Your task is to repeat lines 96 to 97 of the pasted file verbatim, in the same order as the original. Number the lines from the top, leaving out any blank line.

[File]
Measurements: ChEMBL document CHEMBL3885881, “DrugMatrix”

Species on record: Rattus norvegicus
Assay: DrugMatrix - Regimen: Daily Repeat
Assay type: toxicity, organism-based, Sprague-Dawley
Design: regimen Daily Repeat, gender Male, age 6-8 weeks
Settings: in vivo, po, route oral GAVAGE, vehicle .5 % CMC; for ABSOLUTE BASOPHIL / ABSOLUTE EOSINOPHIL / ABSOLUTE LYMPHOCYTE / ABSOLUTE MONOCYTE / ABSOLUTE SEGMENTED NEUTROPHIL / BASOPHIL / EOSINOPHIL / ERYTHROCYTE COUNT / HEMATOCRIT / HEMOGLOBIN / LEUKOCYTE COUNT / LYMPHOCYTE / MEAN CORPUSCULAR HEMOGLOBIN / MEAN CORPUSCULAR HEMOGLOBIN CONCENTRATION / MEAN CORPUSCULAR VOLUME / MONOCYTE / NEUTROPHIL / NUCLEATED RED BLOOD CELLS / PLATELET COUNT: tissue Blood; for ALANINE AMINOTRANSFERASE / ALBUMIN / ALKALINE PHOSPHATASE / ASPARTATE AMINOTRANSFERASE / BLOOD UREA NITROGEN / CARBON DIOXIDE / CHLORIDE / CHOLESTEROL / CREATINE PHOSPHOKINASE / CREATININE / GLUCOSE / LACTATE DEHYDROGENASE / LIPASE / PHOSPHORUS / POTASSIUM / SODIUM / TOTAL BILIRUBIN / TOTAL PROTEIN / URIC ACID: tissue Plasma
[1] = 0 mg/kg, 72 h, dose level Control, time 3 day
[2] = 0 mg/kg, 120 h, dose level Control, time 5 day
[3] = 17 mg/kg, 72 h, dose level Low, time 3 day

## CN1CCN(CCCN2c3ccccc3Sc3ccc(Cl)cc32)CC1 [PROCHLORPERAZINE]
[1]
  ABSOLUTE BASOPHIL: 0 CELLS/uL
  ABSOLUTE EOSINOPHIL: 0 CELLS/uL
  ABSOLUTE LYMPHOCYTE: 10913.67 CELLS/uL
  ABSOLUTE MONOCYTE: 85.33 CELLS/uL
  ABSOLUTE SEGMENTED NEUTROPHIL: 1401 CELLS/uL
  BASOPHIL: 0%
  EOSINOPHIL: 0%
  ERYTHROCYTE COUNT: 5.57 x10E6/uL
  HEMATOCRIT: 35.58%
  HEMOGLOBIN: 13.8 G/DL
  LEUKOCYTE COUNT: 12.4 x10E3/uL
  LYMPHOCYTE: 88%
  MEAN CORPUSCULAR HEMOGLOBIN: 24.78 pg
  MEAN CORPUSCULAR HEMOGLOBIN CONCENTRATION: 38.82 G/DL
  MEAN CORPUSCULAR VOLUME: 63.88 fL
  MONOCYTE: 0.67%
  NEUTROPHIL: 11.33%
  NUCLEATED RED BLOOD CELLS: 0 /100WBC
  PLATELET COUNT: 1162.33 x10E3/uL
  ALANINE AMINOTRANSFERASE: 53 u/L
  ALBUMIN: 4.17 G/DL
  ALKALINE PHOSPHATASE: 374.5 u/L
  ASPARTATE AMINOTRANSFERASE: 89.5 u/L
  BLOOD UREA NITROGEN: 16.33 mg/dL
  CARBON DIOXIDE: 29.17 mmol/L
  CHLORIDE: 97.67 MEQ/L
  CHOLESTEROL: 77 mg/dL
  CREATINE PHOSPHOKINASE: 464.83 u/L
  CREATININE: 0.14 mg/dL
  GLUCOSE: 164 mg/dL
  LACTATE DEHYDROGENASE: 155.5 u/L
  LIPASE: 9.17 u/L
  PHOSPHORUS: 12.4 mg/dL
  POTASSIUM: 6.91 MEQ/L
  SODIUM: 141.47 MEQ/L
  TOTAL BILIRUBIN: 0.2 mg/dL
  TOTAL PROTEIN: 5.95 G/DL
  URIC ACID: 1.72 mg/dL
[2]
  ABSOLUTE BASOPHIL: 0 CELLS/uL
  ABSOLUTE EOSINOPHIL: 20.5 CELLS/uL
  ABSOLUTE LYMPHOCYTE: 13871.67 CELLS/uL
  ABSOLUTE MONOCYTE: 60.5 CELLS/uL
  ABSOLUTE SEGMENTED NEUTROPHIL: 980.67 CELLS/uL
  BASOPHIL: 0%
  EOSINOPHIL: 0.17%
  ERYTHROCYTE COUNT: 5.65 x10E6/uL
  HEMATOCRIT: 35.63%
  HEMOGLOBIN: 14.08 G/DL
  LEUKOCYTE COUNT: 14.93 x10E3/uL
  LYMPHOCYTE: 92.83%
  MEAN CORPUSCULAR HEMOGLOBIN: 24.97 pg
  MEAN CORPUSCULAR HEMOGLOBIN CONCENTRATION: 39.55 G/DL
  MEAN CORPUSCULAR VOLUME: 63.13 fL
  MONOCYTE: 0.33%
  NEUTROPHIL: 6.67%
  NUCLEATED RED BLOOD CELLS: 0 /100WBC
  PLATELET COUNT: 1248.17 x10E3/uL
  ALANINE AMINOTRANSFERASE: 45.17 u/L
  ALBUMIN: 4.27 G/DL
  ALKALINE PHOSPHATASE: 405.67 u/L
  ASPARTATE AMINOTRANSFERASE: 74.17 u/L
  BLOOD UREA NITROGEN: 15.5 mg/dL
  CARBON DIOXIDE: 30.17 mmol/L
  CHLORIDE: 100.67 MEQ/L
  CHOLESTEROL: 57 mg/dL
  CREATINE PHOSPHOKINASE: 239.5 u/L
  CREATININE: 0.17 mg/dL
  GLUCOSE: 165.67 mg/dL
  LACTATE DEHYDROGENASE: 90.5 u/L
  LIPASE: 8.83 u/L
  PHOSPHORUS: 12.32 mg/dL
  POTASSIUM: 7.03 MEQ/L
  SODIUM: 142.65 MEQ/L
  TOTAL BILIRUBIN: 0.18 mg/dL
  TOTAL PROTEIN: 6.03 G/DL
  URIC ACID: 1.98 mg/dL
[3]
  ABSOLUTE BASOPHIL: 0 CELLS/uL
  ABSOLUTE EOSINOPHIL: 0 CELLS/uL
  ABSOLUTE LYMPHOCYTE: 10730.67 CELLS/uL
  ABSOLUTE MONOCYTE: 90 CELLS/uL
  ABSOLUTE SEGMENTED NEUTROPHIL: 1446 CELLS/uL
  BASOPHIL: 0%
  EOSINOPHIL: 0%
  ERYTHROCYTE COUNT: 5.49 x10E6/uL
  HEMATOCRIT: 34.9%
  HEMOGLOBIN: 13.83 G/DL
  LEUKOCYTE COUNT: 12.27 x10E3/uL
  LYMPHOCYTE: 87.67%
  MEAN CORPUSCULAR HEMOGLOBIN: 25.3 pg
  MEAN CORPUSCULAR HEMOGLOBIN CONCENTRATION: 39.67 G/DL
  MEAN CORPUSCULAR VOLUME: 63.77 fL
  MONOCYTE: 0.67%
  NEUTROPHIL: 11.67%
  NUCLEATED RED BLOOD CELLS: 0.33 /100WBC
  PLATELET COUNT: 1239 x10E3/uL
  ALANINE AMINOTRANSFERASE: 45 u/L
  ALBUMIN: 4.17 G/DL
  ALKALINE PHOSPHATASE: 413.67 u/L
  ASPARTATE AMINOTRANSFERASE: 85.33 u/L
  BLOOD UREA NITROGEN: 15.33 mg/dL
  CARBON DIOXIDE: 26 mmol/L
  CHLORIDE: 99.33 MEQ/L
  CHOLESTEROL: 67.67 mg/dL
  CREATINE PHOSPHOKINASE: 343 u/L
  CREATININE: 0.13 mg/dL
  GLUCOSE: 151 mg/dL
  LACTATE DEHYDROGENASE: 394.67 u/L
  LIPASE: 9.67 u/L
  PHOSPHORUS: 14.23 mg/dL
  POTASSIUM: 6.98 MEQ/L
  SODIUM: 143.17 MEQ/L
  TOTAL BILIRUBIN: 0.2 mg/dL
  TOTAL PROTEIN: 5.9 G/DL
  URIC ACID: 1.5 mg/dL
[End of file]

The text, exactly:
  EOSINOPHIL: 0%
  ERYTHROCYTE COUNT: 5.49 x10E6/uL